Special Needs Pets

Today’s post is a little off the normal topics, but since many of you are also animal lovers, I hope no one will object.

 

As of yesterday, it’s been 4 wonderful years since our kitty Punkin entered our life & our hearts.  Here are a couple of pictures of my handsome guy….

Punkin when he first came home..

Punkin's first picture, April 23, 2014

Punkin with Grace not long after we adopted her in 2016.  She has always adored him.

Grace & Punkin, December 13, 2016 (1)

 

Punkin isn’t your average, handsome orange man cat.  His vision is either limited or gone in his right eye, & he has feline PTSD.  I’ve had traumatized cats & disabled ones, but Punkin is very different than any of the others.  And you know something?  I love that about him.

 

Punkin thinks & acts differently than other cats.  PTSD does that in humans too, so it’s not a surprise.  And, sometimes it can be tough to deal with, like when he has flashbacks.  He also gets over the top anxious & panicky sometimes, & is distrustful of most people.  Learning about feline PTSD plus having C-PTSD myself have enabled my husband & I to help Punkin manage it.  One good part of him having PTSD is we understand each other & can help each other when the symptoms flare up.  Plus with his vision problem, Punkin doesn’t have the depth perception healthy cats have.  He has to get creative on figuring things out sometimes, & he does very well with it.  He’s just different than your average kitty.  Thankfully, Grace picked up on his uniqueness immediately after we adopted her.  She keeps close to Punkin’s side (as you can see in the picture), helping him calm down when he panics or grounding him during flashbacks.  She just instinctively knows what he needs, when he needs it.

 

Punkin is also very appreciative, loving, snuggly, playful, fun, intelligent & sensitive.  He’s an absolutely wonderful kitty.. he simply has a couple of challenges that we have to work with.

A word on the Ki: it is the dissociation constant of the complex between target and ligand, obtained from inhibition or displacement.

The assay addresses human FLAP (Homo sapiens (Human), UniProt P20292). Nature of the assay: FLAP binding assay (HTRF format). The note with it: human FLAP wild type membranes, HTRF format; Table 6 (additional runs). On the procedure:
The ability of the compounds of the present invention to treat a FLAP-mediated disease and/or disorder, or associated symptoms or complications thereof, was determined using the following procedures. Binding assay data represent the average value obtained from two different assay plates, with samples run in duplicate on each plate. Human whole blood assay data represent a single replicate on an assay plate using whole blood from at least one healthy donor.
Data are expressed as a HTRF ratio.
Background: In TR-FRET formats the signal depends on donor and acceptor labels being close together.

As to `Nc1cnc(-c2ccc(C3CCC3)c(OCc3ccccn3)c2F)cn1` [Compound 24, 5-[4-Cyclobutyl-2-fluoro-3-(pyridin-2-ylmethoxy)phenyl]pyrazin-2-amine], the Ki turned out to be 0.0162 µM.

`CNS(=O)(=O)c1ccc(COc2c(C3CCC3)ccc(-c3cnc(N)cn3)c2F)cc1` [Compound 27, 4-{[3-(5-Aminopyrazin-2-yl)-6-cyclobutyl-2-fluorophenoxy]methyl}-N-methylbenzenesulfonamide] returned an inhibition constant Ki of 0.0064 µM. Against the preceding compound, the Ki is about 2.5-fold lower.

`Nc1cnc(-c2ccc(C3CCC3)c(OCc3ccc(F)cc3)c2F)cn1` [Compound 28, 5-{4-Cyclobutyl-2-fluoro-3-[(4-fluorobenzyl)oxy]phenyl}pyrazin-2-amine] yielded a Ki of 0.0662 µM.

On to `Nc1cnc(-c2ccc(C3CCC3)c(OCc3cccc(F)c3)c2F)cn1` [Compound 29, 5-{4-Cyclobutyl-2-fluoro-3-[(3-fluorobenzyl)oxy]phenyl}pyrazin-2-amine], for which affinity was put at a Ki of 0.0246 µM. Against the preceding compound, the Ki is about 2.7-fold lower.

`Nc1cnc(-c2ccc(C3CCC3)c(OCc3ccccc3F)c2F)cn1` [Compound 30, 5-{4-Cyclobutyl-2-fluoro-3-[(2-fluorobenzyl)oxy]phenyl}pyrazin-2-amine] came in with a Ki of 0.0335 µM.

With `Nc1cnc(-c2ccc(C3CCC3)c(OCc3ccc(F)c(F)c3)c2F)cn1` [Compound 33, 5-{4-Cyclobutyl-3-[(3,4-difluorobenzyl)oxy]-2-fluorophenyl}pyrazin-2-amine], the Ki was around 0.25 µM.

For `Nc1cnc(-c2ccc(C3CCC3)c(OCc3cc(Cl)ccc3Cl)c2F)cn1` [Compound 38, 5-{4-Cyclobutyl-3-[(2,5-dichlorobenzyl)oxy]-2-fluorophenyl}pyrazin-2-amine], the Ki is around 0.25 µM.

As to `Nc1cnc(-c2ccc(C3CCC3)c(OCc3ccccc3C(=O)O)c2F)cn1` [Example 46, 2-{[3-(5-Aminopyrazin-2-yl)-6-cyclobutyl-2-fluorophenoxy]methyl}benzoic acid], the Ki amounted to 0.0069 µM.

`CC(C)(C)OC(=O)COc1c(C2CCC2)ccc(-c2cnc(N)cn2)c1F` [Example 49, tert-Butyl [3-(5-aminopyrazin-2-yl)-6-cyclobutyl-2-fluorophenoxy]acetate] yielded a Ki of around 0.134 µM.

Lots of people pass by cats like Punkin.  They want to adopt healthy cats who require food, water, a litter box & nothing more.  Those cats are wonderful, of course, but so are special needs cats.  In fact, many special needs cats are even better pets.  They are more appreciative of what their people do for them & loving towards their humans.  Plus, because of their unique needs & dependency on their human, it’s easy to form an especially close bond.  Caring for someone, be they animal or human, opens that door.

 

If you’re looking to adopt a cat, please take some time & get to know the shy  or skittish ones, the ones with health concerns, the ones who may not have the shiniest or fluffiest coats or who have lived on the streets.  Those cats need & deserve loving homes just as much as any other cats.  Besides, you may find out you’ve adopted the most wonderful cat you could have asked for, like my Punkin.

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16 Comments

Filed under Animals

16 responses to “Special Needs Pets

  1. Both of your cats are adorable! I love those pictures. My dog Superball was born with a defect that makes his left side not-very-functional, and he’s also kind of dumb, but we love him.

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  2. We have a cat (Martok, named for the one-eyed Klingon general on Deep Space Nine) who has one eye, the result of a car accident when he was tiny (we were told at the rescue place). The brightest spirit I have ever met and a wonderful friend. I enjoyed reading your post about your cats and I agree. Love comes in all kinds of packages.

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  3. ibikenyc

    That photo of Grace reclining against Punkin is SO CUTE I AM JUST ABOUT JUMPING UP AND DOWN SCREAMIN’ HALLELUJAH!

    AWWWWWWWWWWWWWWW!

    I love your story, too; the two together are giving me a major case of The Warm Fuzzies!

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  4. ibikenyc

    PS: I thoroughly enjoyed the photos of all your animals AND the young C B-R!

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  5. Aww…thank you! ❤

    Hard to believe how long ago Granddad took those pictures! Time flies!

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